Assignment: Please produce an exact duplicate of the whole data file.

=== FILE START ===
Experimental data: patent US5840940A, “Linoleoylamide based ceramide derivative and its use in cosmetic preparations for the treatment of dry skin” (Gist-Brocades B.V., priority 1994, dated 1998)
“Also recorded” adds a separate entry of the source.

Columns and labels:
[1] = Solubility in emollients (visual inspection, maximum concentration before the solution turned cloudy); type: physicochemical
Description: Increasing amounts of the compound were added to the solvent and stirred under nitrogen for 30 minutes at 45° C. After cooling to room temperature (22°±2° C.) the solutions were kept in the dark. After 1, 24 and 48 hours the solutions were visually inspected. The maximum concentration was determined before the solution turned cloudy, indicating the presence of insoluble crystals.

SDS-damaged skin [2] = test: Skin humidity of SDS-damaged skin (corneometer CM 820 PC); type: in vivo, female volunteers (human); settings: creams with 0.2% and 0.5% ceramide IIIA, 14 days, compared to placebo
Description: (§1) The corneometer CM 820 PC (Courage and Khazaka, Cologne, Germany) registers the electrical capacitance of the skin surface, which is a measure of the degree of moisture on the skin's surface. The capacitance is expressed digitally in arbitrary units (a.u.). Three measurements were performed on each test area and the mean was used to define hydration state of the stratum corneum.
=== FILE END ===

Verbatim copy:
Experimental data: patent US5840940A, “Linoleoylamide based ceramide derivative and its use in cosmetic preparations for the treatment of dry skin” (Gist-Brocades B.V., priority 1994, dated 1998)
“Also recorded” adds a separate entry of the source.

Columns and labels:
[1] = Solubility in emollients (visual inspection, maximum concentration before the solution turned cloudy); type: physicochemical
Description: Increasing amounts of the compound were added to the solvent and stirred under nitrogen for 30 minutes at 45° C. After cooling to room temperature (22°±2° C.) the solutions were kept in the dark. After 1, 24 and 48 hours the solutions were visually inspected. The maximum concentration was determined before the solution turned cloudy, indicating the presence of insoluble crystals.

SDS-damaged skin [2] = test: Skin humidity of SDS-damaged skin (corneometer CM 820 PC); type: in vivo, female volunteers (human); settings: creams with 0.2% and 0.5% ceramide IIIA, 14 days, compared to placebo
Description: (§1) The corneometer CM 820 PC (Courage and Khazaka, Cologne, Germany) registers the electrical capacitance of the skin surface, which is a measure of the degree of moisture on the skin's surface. The capacitance is expressed digitally in arbitrary units (a.u.). Three measurements were performed on each test area and the mean was used to define hydration state of the stratum corneum.